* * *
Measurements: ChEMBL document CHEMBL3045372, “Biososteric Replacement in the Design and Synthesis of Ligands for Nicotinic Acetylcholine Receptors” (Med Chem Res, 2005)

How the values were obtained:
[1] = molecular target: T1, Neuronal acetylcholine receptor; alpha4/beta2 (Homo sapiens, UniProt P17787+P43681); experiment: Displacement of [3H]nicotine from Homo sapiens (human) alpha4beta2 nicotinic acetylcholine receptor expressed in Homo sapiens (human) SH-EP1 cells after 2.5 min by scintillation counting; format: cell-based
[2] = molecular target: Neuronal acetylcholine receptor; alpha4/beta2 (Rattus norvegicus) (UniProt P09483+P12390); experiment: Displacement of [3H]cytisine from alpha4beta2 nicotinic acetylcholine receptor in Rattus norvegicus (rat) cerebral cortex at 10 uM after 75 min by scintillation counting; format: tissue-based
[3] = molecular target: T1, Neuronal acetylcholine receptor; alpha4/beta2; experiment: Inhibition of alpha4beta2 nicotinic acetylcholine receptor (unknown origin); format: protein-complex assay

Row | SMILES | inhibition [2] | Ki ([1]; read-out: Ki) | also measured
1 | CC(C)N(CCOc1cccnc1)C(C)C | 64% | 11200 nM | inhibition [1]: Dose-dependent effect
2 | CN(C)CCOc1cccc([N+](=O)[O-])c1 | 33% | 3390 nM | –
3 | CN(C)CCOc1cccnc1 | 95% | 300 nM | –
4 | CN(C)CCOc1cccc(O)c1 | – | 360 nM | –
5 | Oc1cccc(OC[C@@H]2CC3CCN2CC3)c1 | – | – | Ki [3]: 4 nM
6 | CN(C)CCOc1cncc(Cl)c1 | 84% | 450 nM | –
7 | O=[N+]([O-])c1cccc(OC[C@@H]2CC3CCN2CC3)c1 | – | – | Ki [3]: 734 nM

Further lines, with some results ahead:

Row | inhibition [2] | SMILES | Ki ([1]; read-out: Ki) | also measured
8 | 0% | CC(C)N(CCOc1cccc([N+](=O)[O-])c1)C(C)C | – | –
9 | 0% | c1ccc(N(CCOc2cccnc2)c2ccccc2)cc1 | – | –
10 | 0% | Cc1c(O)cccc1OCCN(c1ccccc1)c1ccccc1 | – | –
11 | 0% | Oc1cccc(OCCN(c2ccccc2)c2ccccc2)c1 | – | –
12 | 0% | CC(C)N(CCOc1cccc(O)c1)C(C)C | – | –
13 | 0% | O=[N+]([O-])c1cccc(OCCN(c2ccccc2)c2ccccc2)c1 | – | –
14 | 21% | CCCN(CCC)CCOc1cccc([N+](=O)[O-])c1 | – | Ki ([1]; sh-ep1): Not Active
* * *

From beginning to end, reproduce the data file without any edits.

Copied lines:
Measurements: ChEMBL document CHEMBL3045372, “Biososteric Replacement in the Design and Synthesis of Ligands for Nicotinic Acetylcholine Receptors” (Med Chem Res, 2005)

How the values were obtained:
[1] = molecular target: T1, Neuronal acetylcholine receptor; alpha4/beta2 (Homo sapiens, UniProt P17787+P43681); experiment: Displacement of [3H]nicotine from Homo sapiens (human) alpha4beta2 nicotinic acetylcholine receptor expressed in Homo sapiens (human) SH-EP1 cells after 2.5 min by scintillation counting; format: cell-based
[2] = molecular target: Neuronal acetylcholine receptor; alpha4/beta2 (Rattus norvegicus) (UniProt P09483+P12390); experiment: Displacement of [3H]cytisine from alpha4beta2 nicotinic acetylcholine receptor in Rattus norvegicus (rat) cerebral cortex at 10 uM after 75 min by scintillation counting; format: tissue-based
[3] = molecular target: T1, Neuronal acetylcholine receptor; alpha4/beta2; experiment: Inhibition of alpha4beta2 nicotinic acetylcholine receptor (unknown origin); format: protein-complex assay

Row | SMILES | inhibition [2] | Ki ([1]; read-out: Ki) | also measured
1 | CC(C)N(CCOc1cccnc1)C(C)C | 64% | 11200 nM | inhibition [1]: Dose-dependent effect
2 | CN(C)CCOc1cccc([N+](=O)[O-])c1 | 33% | 3390 nM | –
3 | CN(C)CCOc1cccnc1 | 95% | 300 nM | –
4 | CN(C)CCOc1cccc(O)c1 | – | 360 nM | –
5 | Oc1cccc(OC[C@@H]2CC3CCN2CC3)c1 | – | – | Ki [3]: 4 nM
6 | CN(C)CCOc1cncc(Cl)c1 | 84% | 450 nM | –
7 | O=[N+]([O-])c1cccc(OC[C@@H]2CC3CCN2CC3)c1 | – | – | Ki [3]: 734 nM

Further lines, with some results ahead:

Row | inhibition [2] | SMILES | Ki ([1]; read-out: Ki) | also measured
8 | 0% | CC(C)N(CCOc1cccc([N+](=O)[O-])c1)C(C)C | – | –
9 | 0% | c1ccc(N(CCOc2cccnc2)c2ccccc2)cc1 | – | –
10 | 0% | Cc1c(O)cccc1OCCN(c1ccccc1)c1ccccc1 | – | –
11 | 0% | Oc1cccc(OCCN(c2ccccc2)c2ccccc2)c1 | – | –
12 | 0% | CC(C)N(CCOc1cccc(O)c1)C(C)C | – | –
13 | 0% | O=[N+]([O-])c1cccc(OCCN(c2ccccc2)c2ccccc2)c1 | – | –
14 | 21% | CCCN(CCC)CCOc1cccc([N+](=O)[O-])c1 | – | Ki ([1]; sh-ep1): Not Active